As the sexual revolutionaries rally with cries of “liberation,” they are steadily leading us and our children over a cliff. Are you going to follow?

31 Responses to A Christian vision for gender non-conforming boys

  1. Barry Deutsch July 24, 2013 at 3:33 am #

    i don’t think you’re right, Denny. When the country was run more according to your principals, lesbians and gays were raised to think of themselves as perverts, undeserving of respect or love. It’s horribly painful to grow up like that, and for most genderqueer people, right-wing Christianity has never offered any relief. Or any kindness.

    (There are a small number of lesbian and gay Christians who have found contentment and happiness in Christianity and, sometimes,in chastity. Good for them! But the large majority who will not be able to find happiness that way do not deserve to live lives of self-hatred and misery.)

    How do you know what’s best for all those kids at this camp? What makes you think you know what’s best for them better than their parents do?

    • Andrew Orlovsky July 24, 2013 at 7:45 am #

      Barry, I agree that Christians need to show more love to genderqueer people, but I do not believe true love is simply affirming these actions and further encouraging them to rebel against their God given gender in favor a state that is the result of the fall of man. Are you a Christian? If not, I could understand how you can be confused talk of what is God given and the fall of man, but as a Christian I cannot simply support moral relativism and believe that all value systems are equal. The truth is that none of us are deserving of God’s love, which makes that fact that God chooses to love us anyway even more amazing. The least we can do is further trust in him to conform our wills to his, even if it means giving up something we think is pleasure.

      Also, for all the talk above love from liberals, because of our society’s gender confusion, an increasing amount men are seeing no reason whatsoever to get married. This is resulting an a huge increase of chilren raised by single mothers and therefore, an increasing number of children these days are being denied the love of a father.

      • Barry Deutsch July 25, 2013 at 2:02 am #

        Andrew, I guess I’d like to see Christians – and you’re right, I’m not Christian – practice a little humility for once. I know that you think that your sneering at these children’s parents is just doing what God tells you to, but every single cruelty practiced by the Christians of decades past upon lgbt people was thought of by those Christians as just doing what God told THEM to do.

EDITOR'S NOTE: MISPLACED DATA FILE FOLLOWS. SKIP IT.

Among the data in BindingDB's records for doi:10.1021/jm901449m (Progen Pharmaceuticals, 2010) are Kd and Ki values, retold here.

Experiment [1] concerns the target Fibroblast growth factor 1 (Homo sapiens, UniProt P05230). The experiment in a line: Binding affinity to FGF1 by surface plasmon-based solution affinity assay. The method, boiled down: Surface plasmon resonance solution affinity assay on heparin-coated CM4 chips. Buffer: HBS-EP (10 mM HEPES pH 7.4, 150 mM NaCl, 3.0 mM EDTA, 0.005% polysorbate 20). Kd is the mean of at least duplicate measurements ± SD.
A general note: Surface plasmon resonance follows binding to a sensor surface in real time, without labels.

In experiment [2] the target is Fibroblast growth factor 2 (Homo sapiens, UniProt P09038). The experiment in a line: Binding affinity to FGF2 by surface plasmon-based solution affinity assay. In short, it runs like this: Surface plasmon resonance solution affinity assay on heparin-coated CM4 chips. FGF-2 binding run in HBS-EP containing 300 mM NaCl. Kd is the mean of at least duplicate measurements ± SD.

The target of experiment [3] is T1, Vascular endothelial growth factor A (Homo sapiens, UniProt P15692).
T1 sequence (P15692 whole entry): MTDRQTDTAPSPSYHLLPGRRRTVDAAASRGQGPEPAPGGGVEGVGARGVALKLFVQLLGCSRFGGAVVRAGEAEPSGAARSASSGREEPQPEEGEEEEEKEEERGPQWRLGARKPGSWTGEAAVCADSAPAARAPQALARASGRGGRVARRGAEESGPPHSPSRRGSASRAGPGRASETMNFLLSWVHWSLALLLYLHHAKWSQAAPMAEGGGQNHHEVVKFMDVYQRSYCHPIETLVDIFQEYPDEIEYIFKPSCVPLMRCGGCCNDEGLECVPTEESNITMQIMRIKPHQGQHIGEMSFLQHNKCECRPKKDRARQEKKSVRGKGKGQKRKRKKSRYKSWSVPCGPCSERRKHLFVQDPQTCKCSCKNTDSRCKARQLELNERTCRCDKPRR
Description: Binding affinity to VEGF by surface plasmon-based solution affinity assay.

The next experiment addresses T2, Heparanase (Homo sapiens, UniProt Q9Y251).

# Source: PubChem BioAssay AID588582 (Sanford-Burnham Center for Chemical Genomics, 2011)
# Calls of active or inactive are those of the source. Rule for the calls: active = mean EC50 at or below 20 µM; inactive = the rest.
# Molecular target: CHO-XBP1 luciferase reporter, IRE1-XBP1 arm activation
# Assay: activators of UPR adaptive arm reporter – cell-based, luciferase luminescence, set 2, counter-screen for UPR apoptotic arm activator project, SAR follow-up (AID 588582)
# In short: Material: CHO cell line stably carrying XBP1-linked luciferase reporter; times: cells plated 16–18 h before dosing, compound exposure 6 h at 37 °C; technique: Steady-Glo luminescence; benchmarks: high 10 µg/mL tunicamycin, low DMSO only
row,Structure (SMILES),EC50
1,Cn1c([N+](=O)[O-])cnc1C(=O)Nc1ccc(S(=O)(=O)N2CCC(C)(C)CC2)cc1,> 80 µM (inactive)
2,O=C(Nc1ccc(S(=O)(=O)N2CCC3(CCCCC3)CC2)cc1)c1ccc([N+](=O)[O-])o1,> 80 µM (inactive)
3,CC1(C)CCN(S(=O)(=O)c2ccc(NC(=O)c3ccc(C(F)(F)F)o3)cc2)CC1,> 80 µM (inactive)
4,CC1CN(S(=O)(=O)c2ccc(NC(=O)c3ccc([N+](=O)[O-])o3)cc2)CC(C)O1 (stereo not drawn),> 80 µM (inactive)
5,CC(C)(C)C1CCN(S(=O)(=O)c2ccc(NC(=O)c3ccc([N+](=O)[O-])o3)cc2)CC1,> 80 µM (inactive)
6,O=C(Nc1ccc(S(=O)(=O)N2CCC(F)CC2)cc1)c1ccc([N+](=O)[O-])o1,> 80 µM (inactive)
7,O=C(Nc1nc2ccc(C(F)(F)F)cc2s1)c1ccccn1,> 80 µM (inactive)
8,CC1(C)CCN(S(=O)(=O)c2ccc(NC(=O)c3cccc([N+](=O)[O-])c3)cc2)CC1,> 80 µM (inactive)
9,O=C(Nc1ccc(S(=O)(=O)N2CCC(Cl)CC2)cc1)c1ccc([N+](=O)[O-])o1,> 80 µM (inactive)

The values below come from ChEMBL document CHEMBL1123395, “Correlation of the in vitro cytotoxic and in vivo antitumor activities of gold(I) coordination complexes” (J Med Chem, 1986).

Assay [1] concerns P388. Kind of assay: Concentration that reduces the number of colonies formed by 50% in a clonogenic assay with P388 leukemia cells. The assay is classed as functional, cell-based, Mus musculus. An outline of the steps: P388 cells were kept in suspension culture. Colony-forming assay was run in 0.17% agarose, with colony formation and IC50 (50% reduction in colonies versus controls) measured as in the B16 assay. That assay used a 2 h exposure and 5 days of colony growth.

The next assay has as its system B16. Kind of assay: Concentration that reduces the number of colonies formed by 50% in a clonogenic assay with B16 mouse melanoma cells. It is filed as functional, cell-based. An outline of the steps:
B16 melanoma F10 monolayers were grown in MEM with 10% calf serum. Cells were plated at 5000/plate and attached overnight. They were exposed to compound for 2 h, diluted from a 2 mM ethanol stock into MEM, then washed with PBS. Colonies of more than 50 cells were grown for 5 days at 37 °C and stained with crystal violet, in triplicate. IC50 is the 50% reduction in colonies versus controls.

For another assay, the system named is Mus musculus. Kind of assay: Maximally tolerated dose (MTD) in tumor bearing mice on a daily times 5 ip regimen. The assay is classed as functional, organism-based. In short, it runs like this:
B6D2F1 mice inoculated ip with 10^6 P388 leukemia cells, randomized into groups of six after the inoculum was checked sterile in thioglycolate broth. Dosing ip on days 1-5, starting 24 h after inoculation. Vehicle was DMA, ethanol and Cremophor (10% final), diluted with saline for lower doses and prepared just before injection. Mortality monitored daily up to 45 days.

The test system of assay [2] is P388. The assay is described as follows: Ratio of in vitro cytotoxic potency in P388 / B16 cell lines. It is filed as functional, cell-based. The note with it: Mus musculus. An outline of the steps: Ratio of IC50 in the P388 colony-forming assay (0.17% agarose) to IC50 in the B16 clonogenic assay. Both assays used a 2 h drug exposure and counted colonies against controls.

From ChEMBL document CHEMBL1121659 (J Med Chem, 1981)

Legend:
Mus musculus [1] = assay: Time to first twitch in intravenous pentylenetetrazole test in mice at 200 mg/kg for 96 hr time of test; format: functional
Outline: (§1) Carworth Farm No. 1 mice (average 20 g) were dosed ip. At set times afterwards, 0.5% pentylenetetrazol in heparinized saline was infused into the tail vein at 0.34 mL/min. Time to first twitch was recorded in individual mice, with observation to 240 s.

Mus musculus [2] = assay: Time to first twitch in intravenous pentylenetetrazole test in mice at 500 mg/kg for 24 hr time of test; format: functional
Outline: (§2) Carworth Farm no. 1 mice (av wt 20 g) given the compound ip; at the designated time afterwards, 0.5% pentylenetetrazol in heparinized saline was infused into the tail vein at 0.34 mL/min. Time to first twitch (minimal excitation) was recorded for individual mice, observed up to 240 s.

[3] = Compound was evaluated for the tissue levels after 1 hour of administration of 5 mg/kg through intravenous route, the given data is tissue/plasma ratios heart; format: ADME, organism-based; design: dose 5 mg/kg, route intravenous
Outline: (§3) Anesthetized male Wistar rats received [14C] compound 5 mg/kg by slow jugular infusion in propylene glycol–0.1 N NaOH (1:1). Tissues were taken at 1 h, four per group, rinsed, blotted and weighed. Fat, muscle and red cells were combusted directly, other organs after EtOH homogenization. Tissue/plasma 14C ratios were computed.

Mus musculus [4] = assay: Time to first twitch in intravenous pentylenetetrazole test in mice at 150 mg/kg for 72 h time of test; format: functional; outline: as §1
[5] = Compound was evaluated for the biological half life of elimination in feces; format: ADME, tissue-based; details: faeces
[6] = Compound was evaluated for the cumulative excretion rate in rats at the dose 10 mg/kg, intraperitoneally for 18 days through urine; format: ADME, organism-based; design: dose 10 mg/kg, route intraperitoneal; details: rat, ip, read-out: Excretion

Those past Christians, who tried to use the force of law to punish lgbt people, who condemned and ostracized them, who approved of “cures” such as shock treatments – they were not stupider than you are. They were not less loving than you are. They were not less devout than you are.

        Yet, by current lights, even most Christians would say they were mistaken about what God wanted them to do, and the way they treated lgbt people were wrong. Why do you think that you can’t be mistaken, if they were mistaken? Do you think you’re better than they were? Shouldn’t Christians, given their history of being not just wrong but cruel when dealing with sexual minorities, practice restraint rather than leaping to judgement?

        Regarding parenthood, there’s a lot to talk about regarding how to respond to changes in marriage rates, but blaming the crisis on little boys who want to wear dresses and look pretty is both ridiculous and scapegoating.

  2. Alonzo "Zo" Thomas July 24, 2013 at 5:24 am #

    Denny, you are so right. But we are a society that increasingly flaunts our “independence” in God’s face. We put Him ” in the dock” thinking the created has every right to judge the Creator.
    There is increasing pain to come as we deny God’s ways for us.

  3. Jacob Holman July 24, 2013 at 8:28 am #